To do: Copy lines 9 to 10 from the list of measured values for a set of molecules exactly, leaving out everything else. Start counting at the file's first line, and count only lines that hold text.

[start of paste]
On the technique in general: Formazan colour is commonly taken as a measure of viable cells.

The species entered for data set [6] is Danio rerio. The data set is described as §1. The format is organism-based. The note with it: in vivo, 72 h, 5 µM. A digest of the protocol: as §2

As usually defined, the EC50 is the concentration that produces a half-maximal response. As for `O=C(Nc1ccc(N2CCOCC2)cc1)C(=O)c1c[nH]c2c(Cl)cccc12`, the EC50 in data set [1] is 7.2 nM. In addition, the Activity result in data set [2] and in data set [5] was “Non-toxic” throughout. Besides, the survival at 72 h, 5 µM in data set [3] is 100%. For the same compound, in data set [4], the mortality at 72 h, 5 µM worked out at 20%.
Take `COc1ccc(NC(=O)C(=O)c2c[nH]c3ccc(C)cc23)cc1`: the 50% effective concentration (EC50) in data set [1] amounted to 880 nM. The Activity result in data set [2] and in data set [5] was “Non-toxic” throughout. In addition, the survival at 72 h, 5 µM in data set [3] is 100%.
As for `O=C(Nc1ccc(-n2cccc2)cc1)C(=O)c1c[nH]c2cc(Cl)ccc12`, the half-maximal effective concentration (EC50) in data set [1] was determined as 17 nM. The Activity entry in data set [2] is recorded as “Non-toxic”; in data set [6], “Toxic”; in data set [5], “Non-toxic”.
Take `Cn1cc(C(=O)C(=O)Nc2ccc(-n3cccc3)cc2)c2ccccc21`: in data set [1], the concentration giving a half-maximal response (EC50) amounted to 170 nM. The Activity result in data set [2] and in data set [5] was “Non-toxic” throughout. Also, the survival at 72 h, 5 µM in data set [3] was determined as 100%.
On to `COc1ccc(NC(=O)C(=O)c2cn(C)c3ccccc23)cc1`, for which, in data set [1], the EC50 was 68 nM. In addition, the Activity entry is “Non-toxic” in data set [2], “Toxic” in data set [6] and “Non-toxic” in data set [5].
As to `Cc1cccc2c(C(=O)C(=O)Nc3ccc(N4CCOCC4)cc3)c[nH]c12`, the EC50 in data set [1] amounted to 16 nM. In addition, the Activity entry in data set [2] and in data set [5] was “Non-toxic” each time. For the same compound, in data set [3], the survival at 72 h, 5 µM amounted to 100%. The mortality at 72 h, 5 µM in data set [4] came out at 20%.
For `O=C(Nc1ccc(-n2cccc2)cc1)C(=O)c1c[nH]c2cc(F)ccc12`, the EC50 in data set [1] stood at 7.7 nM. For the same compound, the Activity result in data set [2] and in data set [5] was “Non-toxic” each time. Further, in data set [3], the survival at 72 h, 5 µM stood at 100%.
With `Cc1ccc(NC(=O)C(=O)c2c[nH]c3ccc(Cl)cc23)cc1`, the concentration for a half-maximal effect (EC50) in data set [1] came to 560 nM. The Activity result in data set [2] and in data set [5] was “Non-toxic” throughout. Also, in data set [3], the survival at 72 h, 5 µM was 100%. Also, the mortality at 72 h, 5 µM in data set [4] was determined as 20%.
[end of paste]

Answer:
For `O=C(Nc1ccc(-n2cccc2)cc1)C(=O)c1c[nH]c2cc(F)ccc12`, the EC50 in data set [1] stood at 7.7 nM. For the same compound, the Activity result in data set [2] and in data set [5] was “Non-toxic” each time. Further, in data set [3], the survival at 72 h, 5 µM stood at 100%.
With `Cc1ccc(NC(=O)C(=O)c2c[nH]c3ccc(Cl)cc23)cc1`, the concentration for a half-maximal effect (EC50) in data set [1] came to 560 nM. The Activity result in data set [2] and in data set [5] was “Non-toxic” throughout. Also, in data set [3], the survival at 72 h, 5 µM was 100%. Also, the mortality at 72 h, 5 µM in data set [4] was determined as 20%.